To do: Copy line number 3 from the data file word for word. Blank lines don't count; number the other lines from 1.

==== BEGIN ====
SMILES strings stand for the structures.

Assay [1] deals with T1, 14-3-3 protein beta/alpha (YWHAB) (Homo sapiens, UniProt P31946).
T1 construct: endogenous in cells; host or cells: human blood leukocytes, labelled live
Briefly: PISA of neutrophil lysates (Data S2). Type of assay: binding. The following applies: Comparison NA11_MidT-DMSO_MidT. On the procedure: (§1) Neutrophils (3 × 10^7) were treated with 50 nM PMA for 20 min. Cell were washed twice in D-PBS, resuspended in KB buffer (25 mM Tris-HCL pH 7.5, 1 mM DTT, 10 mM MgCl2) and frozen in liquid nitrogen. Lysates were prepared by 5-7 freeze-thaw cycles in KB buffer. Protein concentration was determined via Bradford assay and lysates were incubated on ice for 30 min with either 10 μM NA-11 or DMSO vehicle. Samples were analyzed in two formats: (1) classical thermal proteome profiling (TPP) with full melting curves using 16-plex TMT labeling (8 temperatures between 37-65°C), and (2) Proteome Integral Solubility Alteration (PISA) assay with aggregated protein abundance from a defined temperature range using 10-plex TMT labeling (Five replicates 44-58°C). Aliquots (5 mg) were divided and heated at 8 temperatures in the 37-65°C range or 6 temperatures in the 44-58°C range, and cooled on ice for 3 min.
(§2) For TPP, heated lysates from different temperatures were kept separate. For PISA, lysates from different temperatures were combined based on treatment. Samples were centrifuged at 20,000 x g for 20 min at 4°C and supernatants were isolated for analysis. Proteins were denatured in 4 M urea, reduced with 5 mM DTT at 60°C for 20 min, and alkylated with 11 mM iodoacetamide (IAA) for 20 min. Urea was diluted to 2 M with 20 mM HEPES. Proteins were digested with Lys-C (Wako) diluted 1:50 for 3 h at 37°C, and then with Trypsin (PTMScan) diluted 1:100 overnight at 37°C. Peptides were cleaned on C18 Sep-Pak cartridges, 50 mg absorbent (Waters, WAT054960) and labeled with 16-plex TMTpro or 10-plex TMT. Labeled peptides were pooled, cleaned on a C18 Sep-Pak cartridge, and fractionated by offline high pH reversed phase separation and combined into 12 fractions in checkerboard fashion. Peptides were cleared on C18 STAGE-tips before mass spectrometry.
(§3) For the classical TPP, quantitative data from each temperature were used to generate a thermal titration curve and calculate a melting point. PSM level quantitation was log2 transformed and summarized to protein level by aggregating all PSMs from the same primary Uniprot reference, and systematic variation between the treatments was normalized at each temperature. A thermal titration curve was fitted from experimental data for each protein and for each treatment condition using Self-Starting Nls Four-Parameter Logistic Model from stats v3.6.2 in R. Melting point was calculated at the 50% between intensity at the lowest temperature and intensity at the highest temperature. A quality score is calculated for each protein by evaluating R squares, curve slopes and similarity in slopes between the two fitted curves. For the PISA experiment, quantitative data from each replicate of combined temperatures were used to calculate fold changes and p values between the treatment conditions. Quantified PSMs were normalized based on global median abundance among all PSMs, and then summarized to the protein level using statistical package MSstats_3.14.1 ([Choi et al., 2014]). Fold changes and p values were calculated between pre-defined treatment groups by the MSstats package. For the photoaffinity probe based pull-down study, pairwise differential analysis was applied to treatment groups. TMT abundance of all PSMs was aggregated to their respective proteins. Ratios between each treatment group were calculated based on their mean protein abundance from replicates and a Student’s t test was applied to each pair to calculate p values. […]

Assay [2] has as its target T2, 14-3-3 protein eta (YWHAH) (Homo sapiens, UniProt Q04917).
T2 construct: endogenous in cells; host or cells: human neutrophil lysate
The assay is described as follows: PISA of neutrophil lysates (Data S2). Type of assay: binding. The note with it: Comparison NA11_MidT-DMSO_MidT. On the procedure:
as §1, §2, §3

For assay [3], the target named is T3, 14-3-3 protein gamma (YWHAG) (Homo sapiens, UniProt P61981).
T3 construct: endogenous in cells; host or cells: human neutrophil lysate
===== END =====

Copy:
T1 construct: endogenous in cells; host or cells: human blood leukocytes, labelled live